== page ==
Empathy for dogs
A volunteer is needed, and half of the class is keen to be involved. After asking permission, Kaye wiggles the young lady’s nose, touches her chin and ears, and ruffles her hair. She then asks if doing so made the girl uncomfortable.
She is too polite to say yes, but Kaye can tell by her face that it did.
Kaye then stands to the young lady’s side and places a hand on her shoulder and the volunteer says that is much more comfortable.
“Would me touching your face have been less weird if I was your mum?” Kaye asks. “Yes,” comes the reply, “because she’s my mum and I know her!”
As the volunteer takes her seat, Kaye explains that having a total stranger touch your face feels invasive for a dog, just as it does for us. Being touched on the shoulder was less intrusive, and a dog feels more comfortable with being stroked by someone they don’t know on the shoulder too.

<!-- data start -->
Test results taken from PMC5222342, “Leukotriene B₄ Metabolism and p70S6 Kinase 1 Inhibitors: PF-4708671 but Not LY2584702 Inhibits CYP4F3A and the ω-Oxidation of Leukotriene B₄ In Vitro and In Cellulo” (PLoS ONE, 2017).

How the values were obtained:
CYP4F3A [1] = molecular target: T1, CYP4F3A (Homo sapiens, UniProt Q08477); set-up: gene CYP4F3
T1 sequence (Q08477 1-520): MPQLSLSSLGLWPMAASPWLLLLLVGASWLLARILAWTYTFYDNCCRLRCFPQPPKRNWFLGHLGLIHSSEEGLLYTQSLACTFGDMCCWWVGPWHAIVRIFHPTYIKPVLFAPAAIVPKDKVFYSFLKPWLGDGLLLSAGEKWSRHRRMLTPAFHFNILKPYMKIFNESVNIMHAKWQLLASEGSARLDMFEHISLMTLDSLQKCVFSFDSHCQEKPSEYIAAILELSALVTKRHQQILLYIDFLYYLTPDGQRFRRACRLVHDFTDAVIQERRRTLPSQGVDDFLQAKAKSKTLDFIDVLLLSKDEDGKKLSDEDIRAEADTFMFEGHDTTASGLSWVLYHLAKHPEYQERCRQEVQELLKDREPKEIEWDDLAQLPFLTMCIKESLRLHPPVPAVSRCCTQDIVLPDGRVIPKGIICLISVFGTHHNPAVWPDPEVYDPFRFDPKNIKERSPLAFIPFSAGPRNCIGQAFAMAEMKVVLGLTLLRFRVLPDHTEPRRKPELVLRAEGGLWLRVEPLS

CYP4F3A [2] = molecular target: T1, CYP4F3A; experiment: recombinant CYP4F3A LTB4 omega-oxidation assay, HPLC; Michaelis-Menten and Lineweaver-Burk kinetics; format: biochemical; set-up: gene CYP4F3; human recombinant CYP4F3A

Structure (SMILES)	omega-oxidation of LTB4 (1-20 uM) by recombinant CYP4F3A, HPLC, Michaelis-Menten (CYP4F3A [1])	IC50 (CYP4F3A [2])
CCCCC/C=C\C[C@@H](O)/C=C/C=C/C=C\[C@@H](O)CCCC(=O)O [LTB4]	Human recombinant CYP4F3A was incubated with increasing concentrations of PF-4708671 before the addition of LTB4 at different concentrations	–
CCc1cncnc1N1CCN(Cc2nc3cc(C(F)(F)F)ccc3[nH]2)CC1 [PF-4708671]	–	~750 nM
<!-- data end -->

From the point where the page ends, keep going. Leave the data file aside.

Putting yourself in a dog’s position is a great way to understand how your action might make them feel.
“And how would you feel if you were playing with your Xbox and someone took the controller away?” Kaye asks the group, and an enthusiastic young gentleman replies: “I would literally be like, ‘Why are you doing that?!’”
Similarly, snatching away a dog’s toys and waking them from a peaceful slumber are occasions that can cause a dog to get annoyed.